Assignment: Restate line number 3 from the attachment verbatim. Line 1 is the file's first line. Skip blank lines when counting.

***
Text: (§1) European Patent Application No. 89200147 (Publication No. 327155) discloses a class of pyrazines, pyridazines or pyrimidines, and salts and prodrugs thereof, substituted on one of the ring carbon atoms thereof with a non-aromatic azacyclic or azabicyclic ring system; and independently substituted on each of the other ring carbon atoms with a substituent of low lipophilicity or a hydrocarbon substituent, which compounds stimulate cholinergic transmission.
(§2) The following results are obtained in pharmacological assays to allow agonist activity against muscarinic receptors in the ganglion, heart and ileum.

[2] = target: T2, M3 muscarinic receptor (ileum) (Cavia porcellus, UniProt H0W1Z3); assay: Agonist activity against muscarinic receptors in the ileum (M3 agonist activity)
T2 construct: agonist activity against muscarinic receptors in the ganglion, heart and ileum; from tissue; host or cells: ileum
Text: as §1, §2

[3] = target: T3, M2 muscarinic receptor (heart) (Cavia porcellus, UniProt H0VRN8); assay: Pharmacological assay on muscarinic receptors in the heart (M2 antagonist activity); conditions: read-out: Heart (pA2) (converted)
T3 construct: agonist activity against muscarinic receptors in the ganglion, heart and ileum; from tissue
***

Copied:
[2] = target: T2, M3 muscarinic receptor (ileum) (Cavia porcellus, UniProt H0W1Z3); assay: Agonist activity against muscarinic receptors in the ileum (M3 agonist activity)